YA Review: Blood Red Road, by Moira Young

YA Review: Blood Red Road, by Moira Young

I should point out that this book is written in the main character’s vernacular, so the sentences are generally short and misspelled. She’s apparently unaware of the use of quotation marks. But for readers like me that have a tendency to skip to dialogue, the lack of quotation marks forces you to read the book in its entirety, and it’s a pretty good book.
Saba is eighteen and lives with her father, twin brother (Lugh) and her younger sister (Emmi) until her world is destroyed by a group of riders that kills her father and takes her brother for unknown reasons. Forced to go on a quest to find her brother and bring him home, she meets a cast of incredibly interesting characters: including a desert boat captain, a male cage fighter named Jack, and a troupe of female freedom fighters that call themselves the Free Hawks. Saba begins to realize that her journey to save her brother will become something much bigger.
Saba is an interesting main character. She’s very tough and resourceful and she doesn’t bow down and break where a lot of other characters would. She doesn’t have perfect relationships (a real shocker with female YA main characters) and it’s fairly obvious that she’s basically never known anyone outside of her family. She starts out almost ignorantly trusting, but quickly wisens up (possibly too much, although considering what she goes through it’s pretty understandable) and becomes a capable, independent character that I truly enjoyed reading about. She’s strong, she’s strategic and she’s fiercely loyal. She’s an all-around great character, but she does have some character flaws (really just character holes that are relatively admissible). Jack is sarcastic and all-around enjoyable as a character, and is a surprisingly good person. Some can argue that he fits into the “Jace Wayland” ideal…but I wasn’t a fan of Jace and I adored Jack. For Tamora Pierce fans, he reminds me of George Cooper. Emmi is about as annoying as you’d expect of a 9-year-old, but she never backs down from a fight and she’s loyal to Saba despite the fact that in the beginning they’re far from sisterly. She’s a surprisingly strong girl, and incredibly brave.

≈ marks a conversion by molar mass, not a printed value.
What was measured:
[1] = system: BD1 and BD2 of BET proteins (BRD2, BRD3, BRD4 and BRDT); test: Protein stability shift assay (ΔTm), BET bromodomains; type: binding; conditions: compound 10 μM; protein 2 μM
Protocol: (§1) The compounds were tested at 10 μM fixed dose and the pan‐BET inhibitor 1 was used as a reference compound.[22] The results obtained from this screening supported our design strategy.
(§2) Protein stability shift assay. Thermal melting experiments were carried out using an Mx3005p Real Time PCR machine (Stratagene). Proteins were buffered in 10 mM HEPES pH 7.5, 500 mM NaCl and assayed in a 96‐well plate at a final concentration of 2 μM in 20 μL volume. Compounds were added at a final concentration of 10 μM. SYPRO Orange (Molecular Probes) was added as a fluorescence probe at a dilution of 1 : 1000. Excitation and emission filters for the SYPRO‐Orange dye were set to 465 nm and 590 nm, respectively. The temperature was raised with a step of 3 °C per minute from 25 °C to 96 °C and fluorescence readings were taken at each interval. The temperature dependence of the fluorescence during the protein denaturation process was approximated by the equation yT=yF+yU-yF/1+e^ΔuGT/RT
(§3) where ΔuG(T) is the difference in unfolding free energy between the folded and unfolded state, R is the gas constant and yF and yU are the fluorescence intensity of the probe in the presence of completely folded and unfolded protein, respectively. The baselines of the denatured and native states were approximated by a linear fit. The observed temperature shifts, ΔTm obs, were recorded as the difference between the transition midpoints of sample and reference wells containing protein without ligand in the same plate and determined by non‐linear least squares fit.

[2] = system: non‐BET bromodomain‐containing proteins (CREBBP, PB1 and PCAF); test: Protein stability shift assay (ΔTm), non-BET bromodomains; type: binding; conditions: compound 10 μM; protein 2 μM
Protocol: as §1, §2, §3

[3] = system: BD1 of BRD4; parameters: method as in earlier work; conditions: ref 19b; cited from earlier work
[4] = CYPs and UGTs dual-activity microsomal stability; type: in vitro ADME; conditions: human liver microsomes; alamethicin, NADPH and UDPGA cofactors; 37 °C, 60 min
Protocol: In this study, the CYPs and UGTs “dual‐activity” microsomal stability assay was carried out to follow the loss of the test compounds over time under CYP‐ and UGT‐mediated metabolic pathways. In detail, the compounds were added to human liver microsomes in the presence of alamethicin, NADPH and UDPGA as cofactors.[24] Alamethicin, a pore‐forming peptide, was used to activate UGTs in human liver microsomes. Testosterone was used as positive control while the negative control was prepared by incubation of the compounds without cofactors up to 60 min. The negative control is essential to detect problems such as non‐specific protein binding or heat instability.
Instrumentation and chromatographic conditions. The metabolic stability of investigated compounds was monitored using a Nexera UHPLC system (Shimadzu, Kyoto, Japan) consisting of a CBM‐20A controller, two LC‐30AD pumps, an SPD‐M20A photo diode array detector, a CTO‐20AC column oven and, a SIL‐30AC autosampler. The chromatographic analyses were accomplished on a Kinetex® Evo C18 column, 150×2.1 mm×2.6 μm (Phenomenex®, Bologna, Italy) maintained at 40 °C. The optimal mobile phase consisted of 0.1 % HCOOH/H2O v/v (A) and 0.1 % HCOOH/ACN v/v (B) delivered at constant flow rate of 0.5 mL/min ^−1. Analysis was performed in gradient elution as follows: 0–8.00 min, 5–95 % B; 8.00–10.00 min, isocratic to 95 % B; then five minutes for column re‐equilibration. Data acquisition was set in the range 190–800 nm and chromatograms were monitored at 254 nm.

This book is interesting, funny and, in my humble opinion, very well-written. It’s most definitely worth a read.
Katelyn, 16, Central

Leave a Reply

Fill in your details below or click an icon to log in:

WordPress.com Logo

You are commenting using your WordPress.com account. Log Out / Change )

Twitter picture

You are commenting using your Twitter account. Log Out / Change )

Facebook photo

You are commenting using your Facebook account. Log Out / Change )

Google+ photo

You are commenting using your Google+ account. Log Out / Change )

Connecting to %s

%d bloggers like this: